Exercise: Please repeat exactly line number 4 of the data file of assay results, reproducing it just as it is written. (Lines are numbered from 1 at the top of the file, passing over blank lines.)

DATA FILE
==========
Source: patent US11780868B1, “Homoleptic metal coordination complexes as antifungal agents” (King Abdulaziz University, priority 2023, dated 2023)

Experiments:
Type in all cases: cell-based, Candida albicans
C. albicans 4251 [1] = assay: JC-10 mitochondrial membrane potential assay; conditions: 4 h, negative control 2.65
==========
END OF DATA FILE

C. albicans 4251 [1] = assay: JC-10 mitochondrial membrane potential assay; conditions: 4 h, negative control 2.65